Whether it’s already happened, or you’re still counting down the days, non-essential shops are beginning to open up around the world. In all the excitement of finally having a little more freedom, it can be easy to take a few days off from your budget and ‘treat yourself’ for the first time in a very (very) long time.
We fully support a treat or two, but with every day you ignore your budget, it gets harder to pick up where you left off. To help you out with the beginning of post-lockdown spending, here are three budget tips to take with you on your in-person shopping trips:
This tip applies to any shopping trip. If you already know what you’re planning to buy, make a list, and have a look online to see what brands are offering deals.
If you’re just planning to browse, then a list is a little more tricky. Instead, give yourself a minimum and a maximum spending amount to stick to.
Why set a minimum spending amount?
By setting yourself a minimum spending amount, you’re also reinforcing that the maximum amount shouldn’t be exceeded. For many of us, money has been our biggest concern over lockdown, so by getting into the mindset of ‘I’m going to spend money, I’m allowed this treat’, you’ll be less likely to feel financially overwhelmed when you start shopping.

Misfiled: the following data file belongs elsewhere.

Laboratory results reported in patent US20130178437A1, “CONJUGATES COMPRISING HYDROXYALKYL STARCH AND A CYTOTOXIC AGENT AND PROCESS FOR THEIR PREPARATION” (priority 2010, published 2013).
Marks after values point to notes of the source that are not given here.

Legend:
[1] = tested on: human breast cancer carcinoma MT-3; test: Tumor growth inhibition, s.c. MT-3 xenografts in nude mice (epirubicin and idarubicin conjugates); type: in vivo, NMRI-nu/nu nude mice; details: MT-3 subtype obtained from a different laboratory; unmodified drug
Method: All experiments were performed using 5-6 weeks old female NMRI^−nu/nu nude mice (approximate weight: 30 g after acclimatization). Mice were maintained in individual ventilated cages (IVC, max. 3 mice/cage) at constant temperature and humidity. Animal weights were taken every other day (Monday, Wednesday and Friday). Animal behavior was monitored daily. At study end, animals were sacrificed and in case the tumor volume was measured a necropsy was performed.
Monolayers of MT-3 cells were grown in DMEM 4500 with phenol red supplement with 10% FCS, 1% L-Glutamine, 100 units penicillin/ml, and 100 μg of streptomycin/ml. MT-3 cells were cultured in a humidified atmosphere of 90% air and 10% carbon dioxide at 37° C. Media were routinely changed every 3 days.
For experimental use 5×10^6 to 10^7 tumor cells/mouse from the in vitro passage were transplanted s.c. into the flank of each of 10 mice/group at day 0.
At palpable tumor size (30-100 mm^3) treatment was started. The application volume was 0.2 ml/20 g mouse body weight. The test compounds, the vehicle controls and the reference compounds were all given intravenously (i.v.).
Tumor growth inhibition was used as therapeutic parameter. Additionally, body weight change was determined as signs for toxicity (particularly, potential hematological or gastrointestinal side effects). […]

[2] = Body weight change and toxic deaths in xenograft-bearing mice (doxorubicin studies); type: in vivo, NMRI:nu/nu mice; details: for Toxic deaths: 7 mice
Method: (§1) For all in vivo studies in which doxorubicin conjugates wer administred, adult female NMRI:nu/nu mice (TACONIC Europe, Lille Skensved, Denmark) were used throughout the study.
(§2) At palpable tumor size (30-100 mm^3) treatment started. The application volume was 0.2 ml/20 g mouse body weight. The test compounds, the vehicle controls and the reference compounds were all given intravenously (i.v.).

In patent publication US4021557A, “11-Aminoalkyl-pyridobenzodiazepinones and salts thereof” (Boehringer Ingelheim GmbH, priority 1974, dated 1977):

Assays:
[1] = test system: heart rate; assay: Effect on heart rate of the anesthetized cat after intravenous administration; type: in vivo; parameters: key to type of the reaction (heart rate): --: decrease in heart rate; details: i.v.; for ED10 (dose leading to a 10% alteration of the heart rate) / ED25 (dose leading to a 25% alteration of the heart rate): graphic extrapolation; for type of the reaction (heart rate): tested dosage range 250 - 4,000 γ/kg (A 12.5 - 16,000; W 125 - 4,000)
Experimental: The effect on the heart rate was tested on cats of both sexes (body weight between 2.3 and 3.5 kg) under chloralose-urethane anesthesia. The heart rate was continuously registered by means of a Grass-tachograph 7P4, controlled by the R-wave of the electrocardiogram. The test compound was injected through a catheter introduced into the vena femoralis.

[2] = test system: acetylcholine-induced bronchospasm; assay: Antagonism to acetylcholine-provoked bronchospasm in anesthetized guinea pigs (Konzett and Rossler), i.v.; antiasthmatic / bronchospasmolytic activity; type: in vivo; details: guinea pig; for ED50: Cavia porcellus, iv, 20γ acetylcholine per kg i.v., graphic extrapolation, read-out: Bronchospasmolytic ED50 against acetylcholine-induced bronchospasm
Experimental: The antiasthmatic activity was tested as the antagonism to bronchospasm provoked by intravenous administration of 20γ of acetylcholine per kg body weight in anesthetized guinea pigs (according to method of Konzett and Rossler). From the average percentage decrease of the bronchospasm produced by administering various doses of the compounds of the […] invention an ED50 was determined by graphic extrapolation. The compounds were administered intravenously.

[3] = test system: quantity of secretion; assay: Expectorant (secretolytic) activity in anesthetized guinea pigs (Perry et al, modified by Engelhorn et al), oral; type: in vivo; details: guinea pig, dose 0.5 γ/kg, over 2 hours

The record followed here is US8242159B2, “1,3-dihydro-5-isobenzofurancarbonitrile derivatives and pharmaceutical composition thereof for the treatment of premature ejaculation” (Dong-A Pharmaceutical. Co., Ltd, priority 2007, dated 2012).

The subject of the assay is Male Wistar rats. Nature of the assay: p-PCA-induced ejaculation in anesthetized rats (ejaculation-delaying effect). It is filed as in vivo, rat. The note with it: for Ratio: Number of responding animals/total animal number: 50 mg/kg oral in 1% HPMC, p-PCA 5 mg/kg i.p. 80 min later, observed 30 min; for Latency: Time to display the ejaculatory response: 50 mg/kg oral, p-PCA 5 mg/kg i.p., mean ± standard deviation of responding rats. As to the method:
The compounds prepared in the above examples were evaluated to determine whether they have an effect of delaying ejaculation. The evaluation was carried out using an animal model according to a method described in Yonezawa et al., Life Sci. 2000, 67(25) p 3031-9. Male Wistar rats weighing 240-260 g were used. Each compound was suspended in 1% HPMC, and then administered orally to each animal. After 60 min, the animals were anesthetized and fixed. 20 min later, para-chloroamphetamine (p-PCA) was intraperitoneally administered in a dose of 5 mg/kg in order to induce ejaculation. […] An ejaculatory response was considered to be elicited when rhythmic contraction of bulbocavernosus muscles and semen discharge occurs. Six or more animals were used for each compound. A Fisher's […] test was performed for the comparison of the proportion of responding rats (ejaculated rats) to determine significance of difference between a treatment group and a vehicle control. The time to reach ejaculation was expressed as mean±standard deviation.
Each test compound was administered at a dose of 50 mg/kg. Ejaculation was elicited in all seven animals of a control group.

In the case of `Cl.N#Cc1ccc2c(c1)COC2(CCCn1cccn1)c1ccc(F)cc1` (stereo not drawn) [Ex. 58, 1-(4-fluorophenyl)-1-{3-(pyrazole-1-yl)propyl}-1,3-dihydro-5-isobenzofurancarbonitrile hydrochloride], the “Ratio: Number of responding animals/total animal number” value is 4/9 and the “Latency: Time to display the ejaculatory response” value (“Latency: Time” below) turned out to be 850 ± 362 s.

Most shops are only accepting card payments at the moment, meaning you’ll have a list of all the transactions on your statement / online banking.
But make sure you also keep track of what you’re buying from shop to shop. Online shopping usually means a hundred different browser tabs left open across half a dozen different shops. You wouldn’t click ‘pay’ on one tab before looking at the others, right? So do the same along your local high street: if you want to buy a new dress at shop #1, but know you always find something you like at shop #2, leave it on the rack until you’ve seen all the options.
Staying mindful of your purchases - with the aid of your minimum & maximum spending amounts means you can browse to your heart’s content without breaking your budget!
Clear your mind.
Money has caused more stress than ever over the last year. It can seem daunting to even be leaving the house without a set purpose, let alone to walk into a non-essential shop for ‘fun’.
Let your budget serve as a safety net on these outings. Not only will it keep your spending in control, but it will also help you to plan & prepare for your trip, meaning you won’t be aimlessly walking around thinking of what else you wanted to buy.
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